In a recent article, Al Mohler castigates modern worship. He observes that if evangelicals would agree with the idea that worship is central to the Christian life (a big IF), then the next question is, “What is central to Christian worship?” Mohler observes that the worship wars have led to different conclusions. Some elevate music as the center part of worship. Others advocate an evangelistic-shaped service to draw outsiders to the Gospel. More liturgical churches look at the sacraments as central to worship.
Mohler argues rightly that “many evangelical churches seem intensely concerned to replicate studio-quality musical presentations.” He criticizes the enormous amount of time and money involved in presenting a high quality musical experience on Sunday morning. This builds a society where Christians “shop for churches that offer the worship style and experience that fits their expectation.” The consumerist churches create ecclesiastical consumerist parishioners.
I second and third this criticism; always have and always will. However, Mohler misses a significant portion of the conversation on biblical worship. Mohler, attempting to rescue a Reformed view of worship, writes that “the Reformers were convinced that the heart of true biblical worship was the preaching of the word of God.” But is Mohler accurate in his assessment? Wright, who according to many is very un-Reformed, a observed that “Christian worship is a response of the whole human being and the whole human community to God’s grace and love for the world.” It is the whole human being that worship is re-orienting; not just his intellect, but the whole person. Worship then needs to be centered not only on words, but also in the Christian response to the word. God’s words brought the world into existence, but those words created something; that something was not abstract, but tangible and taste-worthy. b.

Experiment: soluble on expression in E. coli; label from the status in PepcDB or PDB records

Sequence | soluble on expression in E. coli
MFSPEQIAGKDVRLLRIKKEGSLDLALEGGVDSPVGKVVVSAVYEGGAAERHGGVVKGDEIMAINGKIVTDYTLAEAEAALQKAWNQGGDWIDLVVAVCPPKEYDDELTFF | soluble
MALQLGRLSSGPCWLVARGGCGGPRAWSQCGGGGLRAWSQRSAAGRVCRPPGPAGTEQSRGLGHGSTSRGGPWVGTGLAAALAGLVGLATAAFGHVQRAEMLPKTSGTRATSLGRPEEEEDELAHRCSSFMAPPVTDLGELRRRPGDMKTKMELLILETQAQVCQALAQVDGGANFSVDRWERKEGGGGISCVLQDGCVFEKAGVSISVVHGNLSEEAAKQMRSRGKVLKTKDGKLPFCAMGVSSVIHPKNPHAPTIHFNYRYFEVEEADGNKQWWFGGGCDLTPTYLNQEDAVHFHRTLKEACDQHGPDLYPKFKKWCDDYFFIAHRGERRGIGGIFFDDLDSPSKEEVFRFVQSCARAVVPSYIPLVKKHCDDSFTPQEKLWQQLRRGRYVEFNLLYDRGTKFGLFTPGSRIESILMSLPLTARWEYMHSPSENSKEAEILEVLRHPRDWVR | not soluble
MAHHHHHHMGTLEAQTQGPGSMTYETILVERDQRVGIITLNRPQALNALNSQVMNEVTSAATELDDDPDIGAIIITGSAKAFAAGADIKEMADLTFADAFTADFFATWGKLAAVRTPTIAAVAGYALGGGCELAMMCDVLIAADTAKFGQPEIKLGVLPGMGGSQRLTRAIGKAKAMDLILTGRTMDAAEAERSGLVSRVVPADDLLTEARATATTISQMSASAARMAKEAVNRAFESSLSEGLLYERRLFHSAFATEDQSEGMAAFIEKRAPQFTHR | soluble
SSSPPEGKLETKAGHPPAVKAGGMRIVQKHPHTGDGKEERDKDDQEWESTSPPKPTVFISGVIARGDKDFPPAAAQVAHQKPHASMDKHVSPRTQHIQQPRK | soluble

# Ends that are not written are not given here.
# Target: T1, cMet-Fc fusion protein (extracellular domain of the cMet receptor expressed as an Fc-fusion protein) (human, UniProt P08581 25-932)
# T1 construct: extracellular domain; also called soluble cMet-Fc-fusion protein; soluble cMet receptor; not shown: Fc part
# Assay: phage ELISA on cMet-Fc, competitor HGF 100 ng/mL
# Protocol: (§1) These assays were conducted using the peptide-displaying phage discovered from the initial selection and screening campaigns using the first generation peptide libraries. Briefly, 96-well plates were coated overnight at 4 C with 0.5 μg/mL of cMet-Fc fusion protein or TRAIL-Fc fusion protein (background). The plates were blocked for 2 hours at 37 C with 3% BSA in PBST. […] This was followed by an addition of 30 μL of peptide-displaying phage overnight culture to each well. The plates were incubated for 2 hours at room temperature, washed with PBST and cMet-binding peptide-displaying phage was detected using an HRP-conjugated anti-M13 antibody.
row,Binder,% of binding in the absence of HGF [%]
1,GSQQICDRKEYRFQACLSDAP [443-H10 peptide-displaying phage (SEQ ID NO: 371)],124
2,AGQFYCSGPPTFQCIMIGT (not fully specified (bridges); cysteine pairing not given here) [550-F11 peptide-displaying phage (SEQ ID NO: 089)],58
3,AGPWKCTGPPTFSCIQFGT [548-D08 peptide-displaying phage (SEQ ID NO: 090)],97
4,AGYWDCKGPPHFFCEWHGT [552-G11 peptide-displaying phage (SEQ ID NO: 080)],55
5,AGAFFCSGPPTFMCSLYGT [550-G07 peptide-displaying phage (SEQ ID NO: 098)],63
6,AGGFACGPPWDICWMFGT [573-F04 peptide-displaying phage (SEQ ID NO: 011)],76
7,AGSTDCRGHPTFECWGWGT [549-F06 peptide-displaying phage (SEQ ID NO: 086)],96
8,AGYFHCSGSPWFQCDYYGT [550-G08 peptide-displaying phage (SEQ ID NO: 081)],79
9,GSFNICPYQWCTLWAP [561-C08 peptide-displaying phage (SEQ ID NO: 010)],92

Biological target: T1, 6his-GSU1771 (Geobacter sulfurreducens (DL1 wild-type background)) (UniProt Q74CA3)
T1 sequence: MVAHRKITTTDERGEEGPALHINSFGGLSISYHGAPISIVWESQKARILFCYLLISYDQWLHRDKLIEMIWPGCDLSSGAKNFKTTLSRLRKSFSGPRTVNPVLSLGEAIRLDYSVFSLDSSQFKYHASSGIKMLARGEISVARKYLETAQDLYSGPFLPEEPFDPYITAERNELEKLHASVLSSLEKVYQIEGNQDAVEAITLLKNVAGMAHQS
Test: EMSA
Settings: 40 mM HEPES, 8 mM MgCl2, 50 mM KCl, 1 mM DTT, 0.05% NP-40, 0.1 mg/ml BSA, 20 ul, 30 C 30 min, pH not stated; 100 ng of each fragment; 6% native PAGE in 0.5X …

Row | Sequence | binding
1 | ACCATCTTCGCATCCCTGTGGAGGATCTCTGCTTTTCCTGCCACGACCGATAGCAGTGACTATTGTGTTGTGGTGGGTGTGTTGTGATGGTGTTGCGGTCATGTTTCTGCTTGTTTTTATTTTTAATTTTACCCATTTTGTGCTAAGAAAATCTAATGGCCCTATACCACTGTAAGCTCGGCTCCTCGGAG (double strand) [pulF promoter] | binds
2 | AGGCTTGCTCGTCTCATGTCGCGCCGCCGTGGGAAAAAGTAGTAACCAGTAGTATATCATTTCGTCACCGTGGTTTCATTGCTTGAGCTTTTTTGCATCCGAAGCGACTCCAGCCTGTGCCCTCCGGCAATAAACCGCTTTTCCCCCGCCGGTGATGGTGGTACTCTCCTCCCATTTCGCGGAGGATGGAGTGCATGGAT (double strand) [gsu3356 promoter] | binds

When Mohler centralizes the Word preached, he misses what came from those words. Indeed he misses the story of God who created and watched us eat from His creation.
Word and Sacrament are central in worship. Indeed the whole worship service is composed of these two aspects. The Word (includes confession and singing) prepares us to consume bread and wine. c The same Luther who spoke highly of the preached Word observed in his small catechism:
Our preaching should… be such that of their own accord and without our command, people will desire the sacrament and, as it were, press us pastors to administer it to them… For Christ did not say, “Omit this” or “despise this,” but “This do, as often as you drink it,” etc.
There was a certain urgency in Luther’s mind about not separating Word and Sacrament. Luther not only argued for weekly communion, but he saw that the Word was incomplete without the sacrament. He argued that when the Word is proclaimed, the Supper must follow. d
According to Mohler, Baptism and the Lord’s Supper each have a place in worship, but the preaching of the Word ought to be supreme. The position of the Reformers was not the one advocated by Mohler. The Reformation–anabaptist excluded–argued that though the Word plays a monumental role in the worship service (Heb. 4:12) it must not be separated from the Sacrament. e The argument the Reformers made, in my estimation, was not for the supremacy of the Word preached, but the inseparability of the Word preached from the Word eaten. What God hath joined together let no man put asunder!
- I dispute that statement (back)
- As an advocate of Covenant Renewal Worship, I argue that the entire service is central, though the service can be summarized in Word and Sacrament (back)
- Incidentally, this is one reason for why Word must come before the Sacraments (back)
- Calvin argued that to avoid the Lord’s Supper is a form of devilish theology (back)
- The Supper was, for Calvin, mutual: Christ “is made completely one with us and we with him.” (back)